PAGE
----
LG KF750 Secret
Looking way slick with its carbon fibre battery cover and tempered glass display, the Secret is a neat sliderphone packed with a ton of multimedia gizmos wedged into its slimline frame.
There’s a 5MP autofocus camera with AF-assist light onboard, backed by VGA video recording at 30 fps, plus SloMo and Fast video recording options.
There’s 3G with HSDPA, USB, Bluetooth, hot-swap microSD card slot and a FM radio inside, with an ambient light sensor and accelerometer. The dab-magnet screen, however, is a disappointing 320 x 240 QVGA job and we couldn’t get on with the haptic feedback which just felt gimmicky. Worst of all, there’s no Wi-Fi to be found, so it’s off our list.
Digital-Lifestyles score: 78%
Sony Ericsson Xperia X1
Featuring a fully customisable panel interface and a neat slide out QWERTY keyboard, the Xperia is a stylish and fairly compact handset packing a healthy 3-inch touch screen supporting 800×480 pixel resolution. We love the 3.5mm headphone jack, Bluetooth 2.0, Wi-Fi, quadband, 3G and support for the 850/1900/2100 UMTS/HSDPA bands, assisted GPS, high quality 3.2MP camera and video, FM radio, expansion slot, decent battery life and healthy media support but aren’t so keen on the fiddly buttons and reports of sluggish performance.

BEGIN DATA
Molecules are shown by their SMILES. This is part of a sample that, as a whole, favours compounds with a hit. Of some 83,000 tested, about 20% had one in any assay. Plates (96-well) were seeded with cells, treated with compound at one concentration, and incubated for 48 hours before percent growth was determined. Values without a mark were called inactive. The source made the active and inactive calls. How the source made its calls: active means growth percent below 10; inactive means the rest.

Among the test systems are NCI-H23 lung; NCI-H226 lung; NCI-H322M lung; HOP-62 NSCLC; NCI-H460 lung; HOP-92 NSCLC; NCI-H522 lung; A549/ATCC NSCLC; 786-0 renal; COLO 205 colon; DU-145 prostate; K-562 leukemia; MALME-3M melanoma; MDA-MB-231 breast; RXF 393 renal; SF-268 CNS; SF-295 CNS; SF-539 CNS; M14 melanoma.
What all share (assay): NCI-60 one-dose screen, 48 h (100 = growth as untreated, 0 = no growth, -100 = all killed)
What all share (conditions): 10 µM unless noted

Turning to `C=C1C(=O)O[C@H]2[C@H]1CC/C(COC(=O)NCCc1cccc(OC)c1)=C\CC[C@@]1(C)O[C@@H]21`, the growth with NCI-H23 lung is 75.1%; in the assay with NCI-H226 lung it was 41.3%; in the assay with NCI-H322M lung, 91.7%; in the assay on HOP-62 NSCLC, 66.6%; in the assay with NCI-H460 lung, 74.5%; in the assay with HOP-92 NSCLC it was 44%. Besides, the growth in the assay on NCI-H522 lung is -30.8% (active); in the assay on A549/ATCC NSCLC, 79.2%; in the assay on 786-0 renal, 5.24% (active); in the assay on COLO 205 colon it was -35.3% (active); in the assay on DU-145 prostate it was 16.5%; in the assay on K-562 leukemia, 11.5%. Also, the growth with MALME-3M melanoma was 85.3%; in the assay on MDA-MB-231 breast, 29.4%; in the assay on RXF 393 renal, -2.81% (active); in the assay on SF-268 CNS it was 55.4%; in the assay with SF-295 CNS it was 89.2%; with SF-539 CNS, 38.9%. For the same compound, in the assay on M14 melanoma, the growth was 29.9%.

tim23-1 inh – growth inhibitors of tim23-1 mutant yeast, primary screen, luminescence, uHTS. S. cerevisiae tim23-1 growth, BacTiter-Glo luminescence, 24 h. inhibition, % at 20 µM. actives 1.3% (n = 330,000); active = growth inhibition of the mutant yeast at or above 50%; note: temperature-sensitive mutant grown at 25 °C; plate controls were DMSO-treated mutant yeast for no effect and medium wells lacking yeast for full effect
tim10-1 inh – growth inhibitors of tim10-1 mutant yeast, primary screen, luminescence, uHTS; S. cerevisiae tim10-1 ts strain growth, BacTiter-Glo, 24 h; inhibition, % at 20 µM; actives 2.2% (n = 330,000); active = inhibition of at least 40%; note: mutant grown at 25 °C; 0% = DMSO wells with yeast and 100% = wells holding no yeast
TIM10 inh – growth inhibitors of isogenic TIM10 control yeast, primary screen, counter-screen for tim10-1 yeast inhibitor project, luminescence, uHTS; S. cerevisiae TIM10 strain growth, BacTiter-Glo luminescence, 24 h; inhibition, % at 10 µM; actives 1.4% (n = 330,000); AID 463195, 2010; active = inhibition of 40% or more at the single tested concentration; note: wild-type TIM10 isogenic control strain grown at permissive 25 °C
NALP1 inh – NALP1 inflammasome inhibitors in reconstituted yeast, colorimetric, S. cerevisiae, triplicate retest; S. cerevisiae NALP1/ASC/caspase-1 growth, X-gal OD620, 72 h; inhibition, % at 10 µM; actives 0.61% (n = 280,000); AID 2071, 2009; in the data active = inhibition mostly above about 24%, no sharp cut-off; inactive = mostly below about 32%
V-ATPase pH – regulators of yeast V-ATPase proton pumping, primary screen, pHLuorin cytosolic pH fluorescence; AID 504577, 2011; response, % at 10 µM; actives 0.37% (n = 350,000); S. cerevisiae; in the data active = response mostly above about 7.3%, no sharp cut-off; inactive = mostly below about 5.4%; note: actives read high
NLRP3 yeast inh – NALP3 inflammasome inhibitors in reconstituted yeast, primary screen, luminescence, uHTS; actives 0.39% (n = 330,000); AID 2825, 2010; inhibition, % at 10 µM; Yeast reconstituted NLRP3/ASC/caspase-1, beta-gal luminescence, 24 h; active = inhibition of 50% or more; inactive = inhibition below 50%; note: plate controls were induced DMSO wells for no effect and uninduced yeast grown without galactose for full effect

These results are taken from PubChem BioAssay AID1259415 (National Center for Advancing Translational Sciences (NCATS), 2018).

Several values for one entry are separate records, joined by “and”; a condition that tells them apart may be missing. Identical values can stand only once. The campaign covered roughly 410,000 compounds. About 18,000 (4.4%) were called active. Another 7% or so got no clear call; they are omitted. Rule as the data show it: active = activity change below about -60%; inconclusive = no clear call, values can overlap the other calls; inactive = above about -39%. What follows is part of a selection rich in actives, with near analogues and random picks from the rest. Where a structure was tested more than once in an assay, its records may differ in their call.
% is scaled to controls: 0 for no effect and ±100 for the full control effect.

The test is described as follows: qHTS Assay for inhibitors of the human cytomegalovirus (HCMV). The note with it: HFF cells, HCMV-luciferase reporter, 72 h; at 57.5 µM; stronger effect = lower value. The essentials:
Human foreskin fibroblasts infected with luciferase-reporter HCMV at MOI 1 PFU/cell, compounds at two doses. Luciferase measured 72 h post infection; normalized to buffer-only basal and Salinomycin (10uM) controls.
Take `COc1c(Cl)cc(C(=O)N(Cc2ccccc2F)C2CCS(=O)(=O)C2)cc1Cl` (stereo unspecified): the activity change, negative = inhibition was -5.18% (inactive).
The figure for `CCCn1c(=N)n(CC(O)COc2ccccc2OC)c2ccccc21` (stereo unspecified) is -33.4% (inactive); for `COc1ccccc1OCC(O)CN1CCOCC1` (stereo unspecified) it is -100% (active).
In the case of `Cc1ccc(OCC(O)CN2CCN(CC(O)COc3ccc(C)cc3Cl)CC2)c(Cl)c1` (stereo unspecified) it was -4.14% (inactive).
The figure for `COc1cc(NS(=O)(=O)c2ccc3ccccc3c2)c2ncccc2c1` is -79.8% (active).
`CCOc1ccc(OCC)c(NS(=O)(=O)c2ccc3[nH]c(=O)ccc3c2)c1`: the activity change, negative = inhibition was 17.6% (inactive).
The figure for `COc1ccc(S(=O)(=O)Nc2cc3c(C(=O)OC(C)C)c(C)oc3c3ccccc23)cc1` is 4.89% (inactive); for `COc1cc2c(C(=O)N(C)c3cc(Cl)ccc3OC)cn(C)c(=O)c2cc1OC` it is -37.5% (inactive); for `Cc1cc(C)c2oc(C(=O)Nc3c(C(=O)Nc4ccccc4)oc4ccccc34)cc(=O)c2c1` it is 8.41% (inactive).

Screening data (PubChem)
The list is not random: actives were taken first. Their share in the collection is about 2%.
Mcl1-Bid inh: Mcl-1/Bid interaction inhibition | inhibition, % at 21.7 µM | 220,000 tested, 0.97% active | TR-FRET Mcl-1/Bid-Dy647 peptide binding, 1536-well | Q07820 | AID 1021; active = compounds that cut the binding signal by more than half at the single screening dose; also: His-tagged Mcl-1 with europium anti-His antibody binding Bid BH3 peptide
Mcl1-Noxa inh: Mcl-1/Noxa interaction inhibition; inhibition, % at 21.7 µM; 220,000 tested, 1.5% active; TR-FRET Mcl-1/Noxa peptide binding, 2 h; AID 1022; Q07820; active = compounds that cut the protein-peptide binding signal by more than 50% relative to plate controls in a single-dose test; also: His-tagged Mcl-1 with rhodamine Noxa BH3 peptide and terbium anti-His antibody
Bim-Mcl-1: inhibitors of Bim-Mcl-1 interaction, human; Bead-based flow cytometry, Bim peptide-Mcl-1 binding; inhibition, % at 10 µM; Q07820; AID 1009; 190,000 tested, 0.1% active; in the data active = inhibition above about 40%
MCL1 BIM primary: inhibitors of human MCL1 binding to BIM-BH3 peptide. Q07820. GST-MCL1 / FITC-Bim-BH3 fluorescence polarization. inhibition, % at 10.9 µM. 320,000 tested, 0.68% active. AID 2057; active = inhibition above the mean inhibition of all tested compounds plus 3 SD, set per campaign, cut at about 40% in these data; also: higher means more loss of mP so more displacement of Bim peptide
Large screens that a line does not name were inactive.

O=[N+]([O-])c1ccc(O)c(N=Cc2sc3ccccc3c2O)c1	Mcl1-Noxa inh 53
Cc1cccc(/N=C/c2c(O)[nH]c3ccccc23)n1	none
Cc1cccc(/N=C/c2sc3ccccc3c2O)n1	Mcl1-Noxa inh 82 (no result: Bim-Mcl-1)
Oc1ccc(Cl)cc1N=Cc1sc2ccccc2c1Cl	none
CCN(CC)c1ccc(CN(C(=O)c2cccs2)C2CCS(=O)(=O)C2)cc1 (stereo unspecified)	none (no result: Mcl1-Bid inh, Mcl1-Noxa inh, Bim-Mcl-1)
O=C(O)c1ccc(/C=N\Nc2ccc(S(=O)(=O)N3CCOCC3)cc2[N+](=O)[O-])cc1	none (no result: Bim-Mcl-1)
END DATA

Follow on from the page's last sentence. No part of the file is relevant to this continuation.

Despite its funky interface, scratch a little deeper and you’ll soon be dumped into the Stygian horrors of Windows Mobile, which inevitably means battling with incomprehensible dialogue boxes with an itty-bitty stylus. Nice phone, shame about the OS.
Digital-Lifestyles score: 88%
Of all the new smartphone options, this is the one that’s got us most excited, mixing the goodness of Google with an exciting new open source mobile platform. The phone, although not a looker, has almost all the features we want: 3G, quadband, Wi-Fi, Bluetooth, memory card slot, GPS 3MP camera, big 480 x 320 screen, slide out QWERTY, a decent battery life and a clever digital compass. We love the idea of being involved with such an innovative new platform, and some of the early apps look very exciting.
In fact, we were so stoked up we were ready to splash out our hard-earned moolah and buy one, but that was before we encountered T-Mobile’s indescribably awful customer service department. They decided that as loyal customers for 10 years we were not only not worthy of a single dime of discount, but could expect a £300 excess for our troubles. We’re still interested in the G1, and perhaps the phone’s disappointing sales figures will force T-Mobile to get their heads out of their greedy backsides and start offering more attractive deals.
Digital-Lifestyles score: 89%
In the meantime, we’ll battle on with our Palm Centro, a neat, powerful little handset that can run rings around many of the latest phones for speed and usability, but the lack of Wi-Fi and fast-disappearing developers means that it’s sadly not a platform we feel inclined to continue investing in.
Let’s hear your opinion!
Have we missed any handsets? Disagree with our verdicts? Which phones would you recommend? Or are you as frustrated as us with what’s currently available?